Otoniya Okot Bitek bears witness in Shadbolt Fellowship
By Geoff Gilliard
Otoniya Okot Bitek is a poet in the tradition of the Acholi from northern Uganda.
Acholi poets, painters, singers and dancers bring people together through their art which usually involves social commentary.
“The poet in the Acholi tradition, is not just someone who says the flower is beautiful because it's beautiful, but gathers people to think and talk about whatever it is they're doing and what’s happening around them,” she says. “For me, as an Acholi poet, the poem is the container, the space and opportunity for people to gather in community.”
Okot Bitek began writing when she was very young to win the attention of her father, an internationally recognized poet who was exiled from Uganda when he drew the ire of the government.
After her childhood writing spurt, Okot Bitek put down her pen until she neared the end of her 20s when she began composing poems about the circumstances she found herself in: geographical, historical, gender identity, space and politics.
In 2014, she was inspired by a photo posted on social media by Kenyan-American artist Wangechi Mutu in memory of the 20th anniversary of the Rwandan genocide when an estimated 800,000 people were massacred over a period of about 100 days.
“I was always pained by the war in Northern Uganda and the Rwandan genocide. What does it mean to know something and not be able to articulate how you feel about it?” she says. “It was suddenly 20 years since the genocide and I thought, I haven’t even written a single word about this.”
In the summer of 2014, Okot Bitek wrote a poem every day for 100 days reflecting on the meaning of memory, and posting them online in tandem with Mutu’s images. The poems were published in print in 100 Days and went on to garner several writing prize nominations. 100 Days won the 2017 Glenna Luschei prize for African poetry and was the 2017 INDIEFAB Book of the Year.
Although Okot Bitek still shares much of her work online, her most recent poetry collection, Gauntlet, was published in 2019 as a chapbook by Nomados Press.
“Being an Acholi poet is not necessarily safe work,” Okot Bitek says. “Although being a poet in Vancouver, in general, is a harmless way of being. To call myself a poet here, I think generally means people will leave me alone and they won't expect much of me.”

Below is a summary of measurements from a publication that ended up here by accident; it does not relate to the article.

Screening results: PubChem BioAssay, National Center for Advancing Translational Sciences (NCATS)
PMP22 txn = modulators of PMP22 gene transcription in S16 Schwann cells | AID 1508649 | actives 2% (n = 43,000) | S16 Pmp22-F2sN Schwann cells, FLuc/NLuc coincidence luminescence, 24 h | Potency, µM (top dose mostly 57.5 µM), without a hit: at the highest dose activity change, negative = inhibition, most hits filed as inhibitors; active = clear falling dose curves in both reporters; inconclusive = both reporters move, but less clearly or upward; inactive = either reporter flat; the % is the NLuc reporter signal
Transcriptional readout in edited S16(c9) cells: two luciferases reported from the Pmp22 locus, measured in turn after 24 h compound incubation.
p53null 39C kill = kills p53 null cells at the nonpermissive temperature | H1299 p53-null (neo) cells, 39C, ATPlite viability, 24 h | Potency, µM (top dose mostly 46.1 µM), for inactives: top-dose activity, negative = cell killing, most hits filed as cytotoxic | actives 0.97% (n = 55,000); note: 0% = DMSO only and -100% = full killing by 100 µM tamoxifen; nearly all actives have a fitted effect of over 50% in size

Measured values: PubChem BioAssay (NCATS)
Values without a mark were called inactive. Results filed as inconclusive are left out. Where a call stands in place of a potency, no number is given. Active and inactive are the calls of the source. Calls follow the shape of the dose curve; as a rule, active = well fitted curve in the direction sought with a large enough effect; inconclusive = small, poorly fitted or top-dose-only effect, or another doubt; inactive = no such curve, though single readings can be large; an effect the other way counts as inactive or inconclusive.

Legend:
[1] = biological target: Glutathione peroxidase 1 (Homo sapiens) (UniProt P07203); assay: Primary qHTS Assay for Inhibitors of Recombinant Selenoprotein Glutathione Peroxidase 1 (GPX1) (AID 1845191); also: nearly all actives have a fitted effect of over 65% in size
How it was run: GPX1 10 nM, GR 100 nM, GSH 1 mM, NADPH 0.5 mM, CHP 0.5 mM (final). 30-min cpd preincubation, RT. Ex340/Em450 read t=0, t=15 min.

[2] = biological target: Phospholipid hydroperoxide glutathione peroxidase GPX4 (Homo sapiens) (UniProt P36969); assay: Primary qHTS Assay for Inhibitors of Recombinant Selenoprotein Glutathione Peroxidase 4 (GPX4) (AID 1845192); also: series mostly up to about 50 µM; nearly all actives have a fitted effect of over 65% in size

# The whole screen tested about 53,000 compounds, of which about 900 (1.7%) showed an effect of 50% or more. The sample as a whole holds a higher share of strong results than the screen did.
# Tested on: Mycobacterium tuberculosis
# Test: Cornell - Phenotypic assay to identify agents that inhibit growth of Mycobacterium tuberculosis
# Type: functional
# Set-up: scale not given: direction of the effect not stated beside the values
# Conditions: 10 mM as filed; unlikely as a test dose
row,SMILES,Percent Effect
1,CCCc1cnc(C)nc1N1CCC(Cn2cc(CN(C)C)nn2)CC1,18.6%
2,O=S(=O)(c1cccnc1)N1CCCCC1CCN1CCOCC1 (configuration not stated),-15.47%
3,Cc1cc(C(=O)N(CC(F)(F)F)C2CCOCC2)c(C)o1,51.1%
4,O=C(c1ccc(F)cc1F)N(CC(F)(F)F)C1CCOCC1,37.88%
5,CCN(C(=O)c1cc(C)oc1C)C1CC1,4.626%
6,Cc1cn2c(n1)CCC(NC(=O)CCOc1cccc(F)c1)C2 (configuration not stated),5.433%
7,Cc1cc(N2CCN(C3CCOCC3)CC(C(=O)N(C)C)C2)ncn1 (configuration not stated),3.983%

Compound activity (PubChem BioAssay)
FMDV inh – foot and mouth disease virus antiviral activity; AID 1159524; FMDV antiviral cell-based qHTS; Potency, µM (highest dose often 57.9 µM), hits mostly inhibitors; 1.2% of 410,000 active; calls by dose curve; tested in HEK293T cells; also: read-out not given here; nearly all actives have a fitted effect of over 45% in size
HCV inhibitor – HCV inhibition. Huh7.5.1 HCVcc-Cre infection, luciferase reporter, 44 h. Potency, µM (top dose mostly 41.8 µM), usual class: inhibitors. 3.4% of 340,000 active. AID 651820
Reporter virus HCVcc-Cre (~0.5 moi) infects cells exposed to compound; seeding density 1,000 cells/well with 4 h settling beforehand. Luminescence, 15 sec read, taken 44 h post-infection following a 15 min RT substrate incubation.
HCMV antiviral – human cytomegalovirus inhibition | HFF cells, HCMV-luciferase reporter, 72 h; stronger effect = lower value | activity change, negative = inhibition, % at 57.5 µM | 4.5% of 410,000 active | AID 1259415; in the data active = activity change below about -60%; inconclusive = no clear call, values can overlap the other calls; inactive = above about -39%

This isn’t to say that she doesn’t take her role as a poet seriously. As the Black Lives Matter movements within the U.S. and Canada have demonstrated, the complexities and dangers of lived Black experience persist, and Okot Bitek sees it as her responsibility to bear witness to what is happening around her.
“I think it's my responsibility to respond, to not just turn a blind eye,” she says. “I'm doing my part to say we're connected. There's a solidarity in this. I want us all to know that we’re not going through whatever it is by ourself. We are part of a wider community. We know and we understand.”
During her Shadbolt Fellowship, Okot Bitek is collaborating with artist and poet, Chantal Gibson from SFU’s School of Interactive Arts and Technology on un/settled, a literary art exhibition that centres Black womanhood while reminding us that amidst global uncertainty there are stories to be told and communities to be celebrated. un/settled, on display at the Belzburg Library in Harbour Centre, speaks to both the life-halting pandemic and the seemingly endless violence visited upon racialized bodies. It also speaks to the constant reminder that racialized people are not imagined to be settled.
Okot Bitek hopes to have a final reading before the end of April when her Fellowship comes to an end.